Feb 212011
 

What is mild depression?

Sufferers of mild depression experience many of the same depression symptoms as those who experience major depression episodes, but the symptoms in mild depression are not as severe, and do not persist as long.  Mild depression is extremely common, affecting nearly everyone at some point in their lives.

Mild depression symptoms

The symptoms of mild depression may be mistaken for normal mood swings; the difference between a bad or gloomy mood and mild depression is the duration of the symptoms.  Mild depression symptoms may last for a week or more; if your symptoms last for longer than two to four weeks, you may have more severe depression.

Here are some of the warning signs of mild depression:

  • Withdrawal
  • Lack of energy
  • Lack of interest in social interaction
  • Changes in appetite (either loss of appetite, or excessive cravings)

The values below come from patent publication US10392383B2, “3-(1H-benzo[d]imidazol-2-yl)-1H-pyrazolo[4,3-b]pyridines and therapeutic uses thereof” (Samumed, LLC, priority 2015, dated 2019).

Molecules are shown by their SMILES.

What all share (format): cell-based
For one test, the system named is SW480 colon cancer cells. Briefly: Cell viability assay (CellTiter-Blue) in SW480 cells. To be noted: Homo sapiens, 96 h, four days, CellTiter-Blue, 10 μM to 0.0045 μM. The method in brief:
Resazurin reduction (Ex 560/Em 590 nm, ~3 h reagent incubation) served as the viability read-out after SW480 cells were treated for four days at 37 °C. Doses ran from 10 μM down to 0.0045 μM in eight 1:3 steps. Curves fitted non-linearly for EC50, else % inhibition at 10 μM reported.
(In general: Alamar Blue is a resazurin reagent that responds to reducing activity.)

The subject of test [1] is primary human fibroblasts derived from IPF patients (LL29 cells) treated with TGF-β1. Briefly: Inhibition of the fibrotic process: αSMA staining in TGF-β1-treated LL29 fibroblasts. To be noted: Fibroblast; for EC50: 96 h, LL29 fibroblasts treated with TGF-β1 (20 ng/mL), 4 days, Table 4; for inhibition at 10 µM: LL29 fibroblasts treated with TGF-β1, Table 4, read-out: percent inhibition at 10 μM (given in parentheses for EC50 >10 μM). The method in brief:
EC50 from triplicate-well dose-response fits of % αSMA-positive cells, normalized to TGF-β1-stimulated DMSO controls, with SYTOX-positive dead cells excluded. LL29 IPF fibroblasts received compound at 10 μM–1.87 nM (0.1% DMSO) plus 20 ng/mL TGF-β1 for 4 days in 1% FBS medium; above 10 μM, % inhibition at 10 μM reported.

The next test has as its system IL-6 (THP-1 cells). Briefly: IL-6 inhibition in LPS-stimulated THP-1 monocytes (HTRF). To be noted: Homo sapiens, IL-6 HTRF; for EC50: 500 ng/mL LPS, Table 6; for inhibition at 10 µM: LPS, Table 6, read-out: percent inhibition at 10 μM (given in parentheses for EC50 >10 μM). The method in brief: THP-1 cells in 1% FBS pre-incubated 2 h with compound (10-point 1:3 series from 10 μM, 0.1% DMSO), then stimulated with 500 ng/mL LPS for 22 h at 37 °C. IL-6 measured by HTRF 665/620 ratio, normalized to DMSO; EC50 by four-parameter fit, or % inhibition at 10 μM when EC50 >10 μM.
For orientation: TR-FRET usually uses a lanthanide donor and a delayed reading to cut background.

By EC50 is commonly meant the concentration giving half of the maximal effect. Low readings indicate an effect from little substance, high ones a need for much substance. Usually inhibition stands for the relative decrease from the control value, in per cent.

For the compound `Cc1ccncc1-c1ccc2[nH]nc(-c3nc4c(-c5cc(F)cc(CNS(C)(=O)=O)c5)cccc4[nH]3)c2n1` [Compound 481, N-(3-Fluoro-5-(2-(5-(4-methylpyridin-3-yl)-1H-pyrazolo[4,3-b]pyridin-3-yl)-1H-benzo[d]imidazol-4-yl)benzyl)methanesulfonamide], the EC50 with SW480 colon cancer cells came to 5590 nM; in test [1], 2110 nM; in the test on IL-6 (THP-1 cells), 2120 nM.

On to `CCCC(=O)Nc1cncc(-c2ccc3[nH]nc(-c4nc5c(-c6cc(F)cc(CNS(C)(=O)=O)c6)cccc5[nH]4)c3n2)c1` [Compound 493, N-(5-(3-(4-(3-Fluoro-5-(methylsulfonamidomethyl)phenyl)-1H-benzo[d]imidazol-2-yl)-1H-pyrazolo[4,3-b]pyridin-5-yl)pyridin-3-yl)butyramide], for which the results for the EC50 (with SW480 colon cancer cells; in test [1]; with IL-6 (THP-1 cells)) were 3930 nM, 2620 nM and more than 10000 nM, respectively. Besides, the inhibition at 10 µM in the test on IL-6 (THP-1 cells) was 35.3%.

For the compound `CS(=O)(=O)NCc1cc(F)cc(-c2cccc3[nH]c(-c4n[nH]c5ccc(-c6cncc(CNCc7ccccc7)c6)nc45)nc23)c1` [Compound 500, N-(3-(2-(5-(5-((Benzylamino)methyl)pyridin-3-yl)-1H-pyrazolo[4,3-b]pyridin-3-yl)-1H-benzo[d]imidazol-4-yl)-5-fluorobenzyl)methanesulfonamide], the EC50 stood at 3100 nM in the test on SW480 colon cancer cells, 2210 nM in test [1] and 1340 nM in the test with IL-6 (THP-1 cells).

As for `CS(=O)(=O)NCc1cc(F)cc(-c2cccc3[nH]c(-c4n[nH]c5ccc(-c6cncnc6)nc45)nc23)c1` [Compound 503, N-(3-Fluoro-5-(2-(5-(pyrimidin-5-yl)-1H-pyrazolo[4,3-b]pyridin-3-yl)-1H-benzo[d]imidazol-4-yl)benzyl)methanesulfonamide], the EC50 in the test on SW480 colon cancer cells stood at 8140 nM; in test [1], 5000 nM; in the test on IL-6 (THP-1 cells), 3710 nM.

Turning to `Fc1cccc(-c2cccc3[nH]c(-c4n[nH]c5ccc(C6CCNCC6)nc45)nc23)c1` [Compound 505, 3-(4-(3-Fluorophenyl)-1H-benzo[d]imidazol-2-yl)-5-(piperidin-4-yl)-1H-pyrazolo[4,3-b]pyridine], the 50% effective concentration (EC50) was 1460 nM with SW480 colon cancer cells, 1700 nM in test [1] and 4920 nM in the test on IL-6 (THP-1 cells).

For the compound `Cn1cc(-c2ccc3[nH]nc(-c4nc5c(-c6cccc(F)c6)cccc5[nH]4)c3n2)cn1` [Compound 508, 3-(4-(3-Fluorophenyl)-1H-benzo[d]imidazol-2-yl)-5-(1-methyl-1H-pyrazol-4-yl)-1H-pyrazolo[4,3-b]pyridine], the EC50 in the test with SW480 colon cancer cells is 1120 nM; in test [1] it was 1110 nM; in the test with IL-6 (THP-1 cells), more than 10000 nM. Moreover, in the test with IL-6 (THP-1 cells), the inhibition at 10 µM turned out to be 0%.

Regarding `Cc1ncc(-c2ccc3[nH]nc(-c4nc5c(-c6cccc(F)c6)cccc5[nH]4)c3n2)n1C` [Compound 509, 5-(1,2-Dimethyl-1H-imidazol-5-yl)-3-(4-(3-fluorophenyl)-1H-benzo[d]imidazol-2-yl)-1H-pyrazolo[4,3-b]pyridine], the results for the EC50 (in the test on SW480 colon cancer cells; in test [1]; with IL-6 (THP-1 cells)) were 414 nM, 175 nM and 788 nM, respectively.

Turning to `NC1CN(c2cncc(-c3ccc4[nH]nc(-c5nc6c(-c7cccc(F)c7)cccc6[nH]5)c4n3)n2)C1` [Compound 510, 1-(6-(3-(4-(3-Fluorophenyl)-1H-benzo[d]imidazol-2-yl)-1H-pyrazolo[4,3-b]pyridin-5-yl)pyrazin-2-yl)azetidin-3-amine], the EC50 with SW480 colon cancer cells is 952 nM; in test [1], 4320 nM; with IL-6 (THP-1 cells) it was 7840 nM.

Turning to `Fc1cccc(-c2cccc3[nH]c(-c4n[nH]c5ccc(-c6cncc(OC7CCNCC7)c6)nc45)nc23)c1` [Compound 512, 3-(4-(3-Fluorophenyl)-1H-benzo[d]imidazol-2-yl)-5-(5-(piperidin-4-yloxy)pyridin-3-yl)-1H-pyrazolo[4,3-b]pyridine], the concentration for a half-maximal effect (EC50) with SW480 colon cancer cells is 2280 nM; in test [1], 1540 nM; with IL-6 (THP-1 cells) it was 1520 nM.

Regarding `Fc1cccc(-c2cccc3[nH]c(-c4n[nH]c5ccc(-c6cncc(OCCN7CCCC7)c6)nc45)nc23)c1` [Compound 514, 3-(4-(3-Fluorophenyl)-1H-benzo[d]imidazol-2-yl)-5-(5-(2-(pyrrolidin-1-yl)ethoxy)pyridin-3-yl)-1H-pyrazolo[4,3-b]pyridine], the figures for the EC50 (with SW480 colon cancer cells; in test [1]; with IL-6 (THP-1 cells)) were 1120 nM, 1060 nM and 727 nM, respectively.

• Discontinuing formerly enjoyable activities
  • Feelings of hopelessness
  • Low estimate of your self-worth, often accompanied by self-anger
  • Increased alcohol consumption
  • Frequent mild illness
  • Sleep habit changes – either significantly more or less sleep than is normal
  • Decreased performance and engagement at work
  • Reduced physical activity
  • Changes in financial habits
  • Frequent anger or irritability
  • Apathy or lethargy

 

Treating mild depression

Antidepressant medication is generally not effective for mild depression (and is of debatable utility in alleviating the symptoms of major depression as well).  In addition to consulting with your physician, you should thoroughly research any depression medication you’re considering.  It’s generally best to attempt holistic treatment of depression symptoms for 60 days before resorting to medication.  Effective results are frequently achieved by a combination of the following treatment methods: